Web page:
i-D Magazine

i-d.co is best viewed using a newer browser

We recommend you choose one of the following for the best experience possible. Click to download:

I don't mind. Take me to i-D.co anyway

petra collins, the it girl with a conscience

Toronto-born artist Petra Collins is 21 and on a mission to change the world for girls. Her life might look like a box of chocolates but the filling is a mighty fight for female empowerment.

Related topics

Petra Collins is a 90s child. In this case, that means she dresses like a 70s icon, she was editing videos by the age of eight and she met her best friends online. If you believe everything you see on her Instagram too, then her world is a dream of neon text messages, blue skies, vintage cars, beautiful people and abundant charm. So inevitably, some of the comments under pictures can come out a little jealous: “You’re too much of amazing, leave some for others man”, “ugh can I just look like this already” and “I wish I was Petra Collins sumtimez”. But girls, you’re missing the point. Petra isn’t just living a fabulous filtered life, she’s looking at the bigger picture, and it’s not a perfect square. “I guess my life seems perfect, but I want people to know that those are just images. I suffer all the time. Depression is something I deal with all the time.” Turning her struggle into accessible art, Petra leads all-female collectives with the aim of empowering young women to be individuals and to have confidence in exactly who they are. She’s running for freedom of speech and uncovering a truth about female sexuality that has been shushed for too long. Last year, her Instagram was deleted because she posted a selfie of her natural bikini line poking through her knickers, because she showed the world nothing more than a reality. The censorship pissed Petra off, so she wrote an essay about it for Oyster and The Huffington Post, saying “Do not let anyone tell you what you should look like, tell you how to be, tell you that you do not own your body.” Taking photographs for Miss Vogue, Rookie (edited by her friend Tavi Gevinson) and Vogue Italia, Petra also experiments with neon, sculpture, painting and writing. She is muse to Ryan McGinley, casting director to Richard Kern, a radio show host on know-wave.com, a curator and a T-shirt designer. Petra is the it-girl with a conscience. Welcome to her world; get lost in it by all means, but if you start to go green-eyed, remember she’s on your side!

1.30pm, New York
Hi Petra, how’s your day going so far?
It’s good... actually I just woke up! [laughs]

Ha, ok. So tell me about the photos in this collection, when did you take them?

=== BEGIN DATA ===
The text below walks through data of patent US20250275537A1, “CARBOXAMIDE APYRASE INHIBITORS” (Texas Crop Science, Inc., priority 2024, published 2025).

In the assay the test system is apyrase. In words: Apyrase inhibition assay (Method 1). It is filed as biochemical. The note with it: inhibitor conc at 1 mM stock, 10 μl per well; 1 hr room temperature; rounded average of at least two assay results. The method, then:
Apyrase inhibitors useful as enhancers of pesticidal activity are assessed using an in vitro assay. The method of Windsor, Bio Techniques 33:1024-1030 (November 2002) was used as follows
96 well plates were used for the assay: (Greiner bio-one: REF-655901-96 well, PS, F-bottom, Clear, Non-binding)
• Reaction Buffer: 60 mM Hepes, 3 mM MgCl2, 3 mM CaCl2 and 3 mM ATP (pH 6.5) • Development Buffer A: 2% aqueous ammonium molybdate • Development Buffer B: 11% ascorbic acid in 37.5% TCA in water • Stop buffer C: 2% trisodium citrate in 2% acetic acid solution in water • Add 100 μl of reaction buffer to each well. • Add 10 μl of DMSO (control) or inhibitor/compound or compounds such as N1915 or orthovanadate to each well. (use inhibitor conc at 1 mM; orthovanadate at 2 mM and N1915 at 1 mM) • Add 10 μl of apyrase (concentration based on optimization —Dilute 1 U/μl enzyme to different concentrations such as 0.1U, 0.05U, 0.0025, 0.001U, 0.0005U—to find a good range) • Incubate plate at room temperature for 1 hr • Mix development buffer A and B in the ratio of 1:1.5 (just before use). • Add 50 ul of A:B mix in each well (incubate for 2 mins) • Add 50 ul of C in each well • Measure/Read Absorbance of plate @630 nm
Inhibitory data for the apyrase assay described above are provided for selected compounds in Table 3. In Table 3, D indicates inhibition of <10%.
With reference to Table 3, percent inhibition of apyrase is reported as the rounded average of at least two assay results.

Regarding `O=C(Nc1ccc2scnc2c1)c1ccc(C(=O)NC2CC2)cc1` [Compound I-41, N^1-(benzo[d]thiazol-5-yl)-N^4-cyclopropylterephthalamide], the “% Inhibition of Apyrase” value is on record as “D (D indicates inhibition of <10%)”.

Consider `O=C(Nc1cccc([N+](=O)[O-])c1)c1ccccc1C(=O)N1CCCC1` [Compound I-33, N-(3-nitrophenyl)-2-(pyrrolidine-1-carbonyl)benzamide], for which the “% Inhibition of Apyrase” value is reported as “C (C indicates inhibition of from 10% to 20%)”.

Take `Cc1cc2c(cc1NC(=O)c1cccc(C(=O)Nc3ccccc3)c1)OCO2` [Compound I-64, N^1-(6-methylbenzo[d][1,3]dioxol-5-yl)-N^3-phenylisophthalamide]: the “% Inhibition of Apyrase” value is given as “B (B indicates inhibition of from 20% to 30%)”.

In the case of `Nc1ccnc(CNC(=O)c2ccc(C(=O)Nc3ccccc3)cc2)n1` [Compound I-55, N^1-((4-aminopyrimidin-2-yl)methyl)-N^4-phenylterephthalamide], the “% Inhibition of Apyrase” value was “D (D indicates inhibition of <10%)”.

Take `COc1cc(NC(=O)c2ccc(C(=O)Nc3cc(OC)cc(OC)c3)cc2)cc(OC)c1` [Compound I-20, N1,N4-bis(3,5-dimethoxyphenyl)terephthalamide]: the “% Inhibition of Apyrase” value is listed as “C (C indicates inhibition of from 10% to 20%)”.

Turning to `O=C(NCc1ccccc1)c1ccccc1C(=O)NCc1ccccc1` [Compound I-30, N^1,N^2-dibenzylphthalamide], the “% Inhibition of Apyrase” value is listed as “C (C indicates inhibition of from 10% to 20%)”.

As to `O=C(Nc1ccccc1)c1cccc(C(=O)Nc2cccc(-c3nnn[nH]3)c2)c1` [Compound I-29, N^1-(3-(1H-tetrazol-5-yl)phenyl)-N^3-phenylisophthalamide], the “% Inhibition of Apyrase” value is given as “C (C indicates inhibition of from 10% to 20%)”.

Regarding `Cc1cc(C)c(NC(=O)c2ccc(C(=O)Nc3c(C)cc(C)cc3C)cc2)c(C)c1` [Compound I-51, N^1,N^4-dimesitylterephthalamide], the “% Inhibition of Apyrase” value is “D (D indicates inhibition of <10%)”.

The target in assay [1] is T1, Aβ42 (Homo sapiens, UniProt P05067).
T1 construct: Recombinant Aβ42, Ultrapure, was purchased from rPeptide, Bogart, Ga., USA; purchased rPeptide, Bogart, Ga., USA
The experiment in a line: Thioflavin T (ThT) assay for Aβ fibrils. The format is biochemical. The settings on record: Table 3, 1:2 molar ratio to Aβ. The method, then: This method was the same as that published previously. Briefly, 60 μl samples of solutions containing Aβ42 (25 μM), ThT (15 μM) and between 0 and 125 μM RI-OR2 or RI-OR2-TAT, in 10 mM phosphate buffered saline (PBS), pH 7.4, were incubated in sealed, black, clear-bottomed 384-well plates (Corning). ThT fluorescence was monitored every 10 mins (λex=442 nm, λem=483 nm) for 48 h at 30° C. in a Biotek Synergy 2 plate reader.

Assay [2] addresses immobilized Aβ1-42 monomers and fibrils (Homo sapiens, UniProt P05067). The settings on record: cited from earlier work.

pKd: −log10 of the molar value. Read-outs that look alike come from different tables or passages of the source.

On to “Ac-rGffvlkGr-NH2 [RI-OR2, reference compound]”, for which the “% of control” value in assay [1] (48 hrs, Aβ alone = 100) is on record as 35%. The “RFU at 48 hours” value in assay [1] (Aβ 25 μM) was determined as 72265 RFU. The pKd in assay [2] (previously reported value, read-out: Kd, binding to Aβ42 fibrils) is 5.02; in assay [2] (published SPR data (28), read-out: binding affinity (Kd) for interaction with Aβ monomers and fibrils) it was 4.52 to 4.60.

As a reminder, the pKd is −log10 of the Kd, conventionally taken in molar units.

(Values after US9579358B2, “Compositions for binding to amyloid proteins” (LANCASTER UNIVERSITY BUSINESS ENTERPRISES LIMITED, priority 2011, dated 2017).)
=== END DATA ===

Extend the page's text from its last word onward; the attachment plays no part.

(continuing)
Most of them were taken over the last six months. I take a lot of photos!

How many photos do you take a day?
If I’m in a really awesome spot I can take hundreds, but sometimes I can just take four.

“I take photos because I need to do it. I get a feeling from it that I can’t get from anything else.”

What have you been up to over the past few weeks?
I’ve been in New York, I just had a solo show, and I curated a group show here before that.

Tell me about the solo show...
It’s a combination of all my work, from the age of 15 to 21. It’s mostly photos but I also started working with other mediums, so I had sculpture and neons too.

What did you write in neon?
I do these neon lyrics out of Rihanna songs. I take certain lyrics of hers that I find empowering.

Like what?
There’s this one lyric in Rude Boy that says “Baby if I don’t feel it, I ain’t faking no more”. And the one that I did for my show is the chorus from the song Cockiness, it goes “I love it when you eat it,” over and over again.

So you find Rihanna an inspirational woman?
Totally. Her songs are better for teenage girls than anything else that you can listen to. It’s really funny because her songs are inappropriate but her lyrics are actually very sexually empowering for girls, they are about taking control. One Direction’s lyrics on the other hand – “you don’t know you’re beautiful, that’s what makes you beautiful” – are saying that you’re only pretty when you don’t think you are, it’s a bad message. In my show I also did these text message neons that are either texts I’ve sent, or texts from the subjects that I shoot; I collect their text messages. A lot of them are sad and self-deprecating so I thought it would be interesting to put them in neon, because usually neons are used as signs for strip clubs, like “Girls, Girls, Girls”. So I thought it would be interesting to put what girls actual feel on those signs.

What do you think are the pressures that young girls face today?